Funny for a doctor to post an article about firing your doctor, I get it, but I am doing so because this provides insight into the general dissatisfaction with healthcare.
The article points out that a patient’s unhappiness with their care is directly proportional to the doctor’s burn-out. I can relate to that. I never hated medicine, even when I saw 25 patients a day. I loved my patients, and colleagues and the staff that worked so hard to hold the whole jumbled mess together. I didn’t do it for 30 years however, and I know that I am lucky in some way, to have a partner, my husband who so clearly supports my crazy dream that is Ashewell Medical Group.
No doctor is a wizard (although my kids would love this), but there is a certain magic to the interaction that occurs between a patient and doctor who gets them. A medical education is valuable. I use mine to present a patient with options, to give them them a differential diagnosis, the natural history of disease, available treatments and the alternatives of what happens statistically when you don’t treat. There is little wonderment created in that conversation. It is necessary but it is not doctoring. A monkey could memorize a book and spit out the variables.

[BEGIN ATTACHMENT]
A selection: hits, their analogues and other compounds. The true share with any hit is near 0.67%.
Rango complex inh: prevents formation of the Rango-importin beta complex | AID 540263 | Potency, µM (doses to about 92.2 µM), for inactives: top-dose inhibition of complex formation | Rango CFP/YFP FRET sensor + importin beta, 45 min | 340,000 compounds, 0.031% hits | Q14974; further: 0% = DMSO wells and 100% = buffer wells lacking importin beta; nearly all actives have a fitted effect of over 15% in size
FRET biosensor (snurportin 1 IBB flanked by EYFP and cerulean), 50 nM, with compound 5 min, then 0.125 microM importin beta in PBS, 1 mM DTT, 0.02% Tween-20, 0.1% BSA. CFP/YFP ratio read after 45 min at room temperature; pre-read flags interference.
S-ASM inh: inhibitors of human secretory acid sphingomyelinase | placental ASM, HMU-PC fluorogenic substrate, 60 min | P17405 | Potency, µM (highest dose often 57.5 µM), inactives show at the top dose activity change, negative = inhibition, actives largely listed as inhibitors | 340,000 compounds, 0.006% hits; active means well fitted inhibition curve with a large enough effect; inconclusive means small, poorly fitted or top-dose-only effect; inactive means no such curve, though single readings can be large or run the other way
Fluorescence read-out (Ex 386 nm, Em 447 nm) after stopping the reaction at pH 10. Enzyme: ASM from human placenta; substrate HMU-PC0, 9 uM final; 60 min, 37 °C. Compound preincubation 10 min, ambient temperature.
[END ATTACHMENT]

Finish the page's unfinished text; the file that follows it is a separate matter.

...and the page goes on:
Doctoring is in the listening, it is in the belief that all humans deserve respect and the option to flourish. Doctoring is in the bond you form with a stranger who has come into a little white room to share their most intimate details. It is in the trust placed in your hands as you examine them. Doctoring isn’t a 7 minute visit in which you offer a person an antibiotic for their UTI. Again, monkeys, robots, computers, can all accomplish this most necessary task. You don’t need to fire a monkey. They do what they do. When you want care, however, you should look for a doctor. If you can’t find one, its because the current predominant model of healthcare delivery in this country undermines care and focuses on productivity.
Of course, you too would focus on productivity if you made 40 cents on every dollar billed by a physician, which is true of insurance as a whole. But this is what it is and is not the focus of my writing today. I don’t have a study for what we do at Ashewell. I don’t have evidence that our care is more effective. I have a collection of smiles, some tears, hugs, phone calls, emails, cards, which prove to me the power of time and the simple belief that doctoring is still magic in every way.